Tuesday, May 26, 2009
Sometimes a new package gives new life to existing functionality.
I am working to track down a resource leak in our project at work, that only occurs during rare instances. Of course, I am using NeoLoad to stress the system, but since it appears to be a resource leak. I was planning to use the built-in JVM monitoring tools for doing what I need to do.
Those tools are generally commandline tools and I always have to refresh my memory about how they work.
But lo and behold, Sun had a brilliant idea in the package a front end interface called "Java Visual VM" that combines the profiling, monitoring, and heap dump capabilities all in one.
Go ahead and try it out. It should probably become a habit to routinely monitor applications you're working on when running unit tests and such. And since it is built into the 6.0 JDK , Sun has just lowered the bar to doing that kind of monitoring.
Very useful and built into your JVM.
Posted by Jim Mochel at 8:47 AM
Sunday, May 17, 2009
This is a integration or system-level testing technique that scales well and works at the unit testing level as well.
I originally discovered it in an article by Tom Cargill in C++ Report many moons ago (see below). I have not found any electronic descriptions of the technique so I figured I would revive it for those who would find it useful.
Cargill appears to have originally derived the process from a text on validating computer protocols by Holzmann (see below). Having read the book thoroughly, I can see where he derived it from, though would not have occurred to me to do so.
The basic design and concept is very simple: for any mixture of states and transitions that can be walked through in some complex sequence to produce a bug there is a short tour (three to five steps) through the same set of states and transitions that will give you the same bug.
I found this to be invaluable for pounding on APIs in order to validate that they have the correct mixture of correct error handling and correct functionality.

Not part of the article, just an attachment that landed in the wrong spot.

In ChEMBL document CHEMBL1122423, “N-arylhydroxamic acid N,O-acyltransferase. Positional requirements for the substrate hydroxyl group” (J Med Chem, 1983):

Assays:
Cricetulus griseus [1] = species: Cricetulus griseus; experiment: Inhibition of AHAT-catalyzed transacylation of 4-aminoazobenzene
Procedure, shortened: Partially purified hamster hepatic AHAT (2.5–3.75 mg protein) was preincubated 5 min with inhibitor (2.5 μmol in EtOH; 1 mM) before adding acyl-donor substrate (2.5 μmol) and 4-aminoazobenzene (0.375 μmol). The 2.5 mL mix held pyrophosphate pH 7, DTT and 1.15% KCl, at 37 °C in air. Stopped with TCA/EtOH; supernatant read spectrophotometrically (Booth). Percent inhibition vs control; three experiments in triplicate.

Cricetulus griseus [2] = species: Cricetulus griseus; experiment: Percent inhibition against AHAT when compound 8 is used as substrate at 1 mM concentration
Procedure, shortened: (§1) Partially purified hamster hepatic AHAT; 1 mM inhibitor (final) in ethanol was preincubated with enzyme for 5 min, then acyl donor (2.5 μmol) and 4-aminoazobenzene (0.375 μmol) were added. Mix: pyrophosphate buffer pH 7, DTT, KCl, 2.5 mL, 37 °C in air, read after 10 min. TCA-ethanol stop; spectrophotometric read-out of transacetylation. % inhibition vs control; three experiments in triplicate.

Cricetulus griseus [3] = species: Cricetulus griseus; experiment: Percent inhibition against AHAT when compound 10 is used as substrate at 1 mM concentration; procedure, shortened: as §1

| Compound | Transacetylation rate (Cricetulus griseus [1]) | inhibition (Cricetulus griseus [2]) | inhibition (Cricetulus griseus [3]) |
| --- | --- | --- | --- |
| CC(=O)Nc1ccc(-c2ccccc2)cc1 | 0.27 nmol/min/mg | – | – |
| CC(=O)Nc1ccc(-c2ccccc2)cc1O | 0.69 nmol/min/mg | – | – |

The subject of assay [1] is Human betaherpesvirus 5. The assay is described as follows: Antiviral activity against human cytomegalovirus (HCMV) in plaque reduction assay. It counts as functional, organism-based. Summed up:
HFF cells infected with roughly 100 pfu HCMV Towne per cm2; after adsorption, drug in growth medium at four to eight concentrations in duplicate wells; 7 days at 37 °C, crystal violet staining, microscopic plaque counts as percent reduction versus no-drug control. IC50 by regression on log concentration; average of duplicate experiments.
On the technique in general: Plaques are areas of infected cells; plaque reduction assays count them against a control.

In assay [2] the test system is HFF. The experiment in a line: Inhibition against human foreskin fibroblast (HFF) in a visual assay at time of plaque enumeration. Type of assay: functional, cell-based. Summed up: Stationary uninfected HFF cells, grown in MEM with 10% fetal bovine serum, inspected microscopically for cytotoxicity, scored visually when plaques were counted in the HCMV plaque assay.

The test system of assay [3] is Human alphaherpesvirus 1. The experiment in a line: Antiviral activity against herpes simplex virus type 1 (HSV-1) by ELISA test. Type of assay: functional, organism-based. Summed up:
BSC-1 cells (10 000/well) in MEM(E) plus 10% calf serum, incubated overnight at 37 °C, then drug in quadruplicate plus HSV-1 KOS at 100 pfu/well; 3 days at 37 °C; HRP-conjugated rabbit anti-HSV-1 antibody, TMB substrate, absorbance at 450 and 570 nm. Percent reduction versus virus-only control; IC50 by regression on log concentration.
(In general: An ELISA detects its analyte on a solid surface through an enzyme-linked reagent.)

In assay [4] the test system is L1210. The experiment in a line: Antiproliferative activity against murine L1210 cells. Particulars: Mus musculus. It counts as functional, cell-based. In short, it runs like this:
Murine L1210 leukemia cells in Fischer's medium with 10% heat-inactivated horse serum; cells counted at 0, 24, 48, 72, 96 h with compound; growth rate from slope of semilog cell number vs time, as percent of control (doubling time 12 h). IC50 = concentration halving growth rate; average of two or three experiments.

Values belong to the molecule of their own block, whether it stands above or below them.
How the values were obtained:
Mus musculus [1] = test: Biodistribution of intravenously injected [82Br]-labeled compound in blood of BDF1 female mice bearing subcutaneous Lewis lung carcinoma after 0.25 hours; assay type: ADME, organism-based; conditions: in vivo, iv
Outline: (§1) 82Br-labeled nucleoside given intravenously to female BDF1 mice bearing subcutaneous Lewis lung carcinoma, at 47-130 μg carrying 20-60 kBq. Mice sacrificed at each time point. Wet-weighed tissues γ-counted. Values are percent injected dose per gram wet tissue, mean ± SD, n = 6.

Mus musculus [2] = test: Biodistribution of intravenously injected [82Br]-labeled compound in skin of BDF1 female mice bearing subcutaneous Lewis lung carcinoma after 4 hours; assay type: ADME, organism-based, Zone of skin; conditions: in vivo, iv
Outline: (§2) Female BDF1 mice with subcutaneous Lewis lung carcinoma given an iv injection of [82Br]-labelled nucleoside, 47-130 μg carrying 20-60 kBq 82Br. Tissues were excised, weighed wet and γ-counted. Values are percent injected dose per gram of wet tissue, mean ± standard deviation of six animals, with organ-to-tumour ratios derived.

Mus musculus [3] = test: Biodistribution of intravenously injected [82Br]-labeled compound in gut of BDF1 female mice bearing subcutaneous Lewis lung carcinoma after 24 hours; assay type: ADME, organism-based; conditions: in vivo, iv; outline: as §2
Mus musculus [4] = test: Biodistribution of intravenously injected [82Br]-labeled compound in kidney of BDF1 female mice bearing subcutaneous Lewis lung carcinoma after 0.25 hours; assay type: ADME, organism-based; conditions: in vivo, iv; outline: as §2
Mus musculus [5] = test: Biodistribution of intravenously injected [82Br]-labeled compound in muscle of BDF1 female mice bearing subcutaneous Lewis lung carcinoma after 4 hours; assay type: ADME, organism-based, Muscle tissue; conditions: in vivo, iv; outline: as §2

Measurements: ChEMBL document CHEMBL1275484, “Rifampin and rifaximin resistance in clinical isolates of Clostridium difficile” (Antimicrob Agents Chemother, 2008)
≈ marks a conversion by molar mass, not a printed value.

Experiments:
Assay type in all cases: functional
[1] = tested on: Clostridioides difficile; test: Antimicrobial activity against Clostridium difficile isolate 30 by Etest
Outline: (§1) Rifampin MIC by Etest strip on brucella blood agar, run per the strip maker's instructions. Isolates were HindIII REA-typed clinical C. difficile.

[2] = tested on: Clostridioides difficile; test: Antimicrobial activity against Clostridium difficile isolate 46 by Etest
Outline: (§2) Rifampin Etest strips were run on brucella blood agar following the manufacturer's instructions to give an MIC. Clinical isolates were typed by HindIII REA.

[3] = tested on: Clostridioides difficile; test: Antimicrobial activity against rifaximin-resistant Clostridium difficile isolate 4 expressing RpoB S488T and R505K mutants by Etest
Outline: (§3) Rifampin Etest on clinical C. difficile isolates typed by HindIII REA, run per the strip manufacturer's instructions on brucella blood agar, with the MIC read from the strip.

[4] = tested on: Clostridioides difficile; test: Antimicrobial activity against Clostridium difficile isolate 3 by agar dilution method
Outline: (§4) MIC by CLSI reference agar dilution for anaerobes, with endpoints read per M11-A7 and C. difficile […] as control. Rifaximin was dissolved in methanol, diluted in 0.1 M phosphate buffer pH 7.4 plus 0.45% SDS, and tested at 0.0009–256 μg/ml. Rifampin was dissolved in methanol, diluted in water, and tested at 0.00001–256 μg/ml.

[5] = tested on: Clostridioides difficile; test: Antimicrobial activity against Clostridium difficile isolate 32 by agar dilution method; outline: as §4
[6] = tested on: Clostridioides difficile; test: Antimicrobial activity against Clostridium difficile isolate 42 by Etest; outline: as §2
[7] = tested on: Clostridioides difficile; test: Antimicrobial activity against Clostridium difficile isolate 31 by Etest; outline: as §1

I typically implement this is in Java in the pseudocode looks something like this:
int tour = 1001;
int numberOfMethods = 13;
int numberOfParamSetsPerMethod = 20;
for ( int step = tour; step--; step > 0)
int methodIndex = step % numberOfMethods;
int paramSetIndex = step % numberOfParamSetsPerMethod;
invoke(methodIndex , paramSetIndex );
The end result of this is a predictable "drunken walk" through the combinations of methods and parameters.
Of course, the code can be made even simpler using the reflection API in Java.
Once the tour code has been designed, the test is invoked and the results of the tour are validated by eye. Typically at that point I save the results of the log of the tour so that it can be programmatically compared against the test results each time.
If the parameter sets are chosen well, this form of testing will go a long way towards discovering interaction issues in the system. I have had great success using scripting languages such as Lua to call C language APIs to do this kind of testing. I have also used it to test service architectures to expose session managementand exception handling issues.
1. Cargill, Tom, "Short Tour Testing", C++ Report, vol 7, no. 2, February 1995, pp 60-62.
2. Holzmann, Gerard, "Design and Validation of Computer Protocols", Prentice Hall (c) 1991